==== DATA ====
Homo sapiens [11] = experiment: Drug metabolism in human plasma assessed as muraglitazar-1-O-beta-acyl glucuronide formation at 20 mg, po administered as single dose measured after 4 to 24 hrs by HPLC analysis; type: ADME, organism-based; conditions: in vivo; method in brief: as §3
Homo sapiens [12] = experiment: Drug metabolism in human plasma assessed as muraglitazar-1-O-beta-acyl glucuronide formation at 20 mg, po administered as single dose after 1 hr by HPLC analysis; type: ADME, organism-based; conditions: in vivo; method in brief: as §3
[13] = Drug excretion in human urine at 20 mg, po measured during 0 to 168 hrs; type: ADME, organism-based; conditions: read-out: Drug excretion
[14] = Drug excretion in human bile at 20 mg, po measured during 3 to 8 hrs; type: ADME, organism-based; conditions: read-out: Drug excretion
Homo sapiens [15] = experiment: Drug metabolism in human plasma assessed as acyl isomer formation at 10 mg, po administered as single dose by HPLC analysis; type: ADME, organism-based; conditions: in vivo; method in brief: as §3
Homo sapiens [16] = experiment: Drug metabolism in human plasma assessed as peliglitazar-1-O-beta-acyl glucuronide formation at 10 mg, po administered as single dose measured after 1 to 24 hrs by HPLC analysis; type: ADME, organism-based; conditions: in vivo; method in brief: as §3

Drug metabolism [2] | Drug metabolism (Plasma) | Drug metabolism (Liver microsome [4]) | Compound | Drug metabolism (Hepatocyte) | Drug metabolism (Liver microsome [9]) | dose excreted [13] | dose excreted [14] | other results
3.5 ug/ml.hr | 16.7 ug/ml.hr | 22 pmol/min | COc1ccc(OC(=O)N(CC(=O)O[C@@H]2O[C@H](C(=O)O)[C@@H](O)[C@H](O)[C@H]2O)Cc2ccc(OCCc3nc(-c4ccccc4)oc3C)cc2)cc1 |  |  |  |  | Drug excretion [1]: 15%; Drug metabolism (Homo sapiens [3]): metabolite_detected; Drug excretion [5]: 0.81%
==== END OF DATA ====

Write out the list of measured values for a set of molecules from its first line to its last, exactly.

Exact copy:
Homo sapiens [11] = experiment: Drug metabolism in human plasma assessed as muraglitazar-1-O-beta-acyl glucuronide formation at 20 mg, po administered as single dose measured after 4 to 24 hrs by HPLC analysis; type: ADME, organism-based; conditions: in vivo; method in brief: as §3
Homo sapiens [12] = experiment: Drug metabolism in human plasma assessed as muraglitazar-1-O-beta-acyl glucuronide formation at 20 mg, po administered as single dose after 1 hr by HPLC analysis; type: ADME, organism-based; conditions: in vivo; method in brief: as §3
[13] = Drug excretion in human urine at 20 mg, po measured during 0 to 168 hrs; type: ADME, organism-based; conditions: read-out: Drug excretion
[14] = Drug excretion in human bile at 20 mg, po measured during 3 to 8 hrs; type: ADME, organism-based; conditions: read-out: Drug excretion
Homo sapiens [15] = experiment: Drug metabolism in human plasma assessed as acyl isomer formation at 10 mg, po administered as single dose by HPLC analysis; type: ADME, organism-based; conditions: in vivo; method in brief: as §3
Homo sapiens [16] = experiment: Drug metabolism in human plasma assessed as peliglitazar-1-O-beta-acyl glucuronide formation at 10 mg, po administered as single dose measured after 1 to 24 hrs by HPLC analysis; type: ADME, organism-based; conditions: in vivo; method in brief: as §3

Drug metabolism [2] | Drug metabolism (Plasma) | Drug metabolism (Liver microsome [4]) | Compound | Drug metabolism (Hepatocyte) | Drug metabolism (Liver microsome [9]) | dose excreted [13] | dose excreted [14] | other results
3.5 ug/ml.hr | 16.7 ug/ml.hr | 22 pmol/min | COc1ccc(OC(=O)N(CC(=O)O[C@@H]2O[C@H](C(=O)O)[C@@H](O)[C@H](O)[C@H]2O)Cc2ccc(OCCc3nc(-c4ccccc4)oc3C)cc2)cc1 |  |  |  |  | Drug excretion [1]: 15%; Drug metabolism (Homo sapiens [3]): metabolite_detected; Drug excretion [5]: 0.81%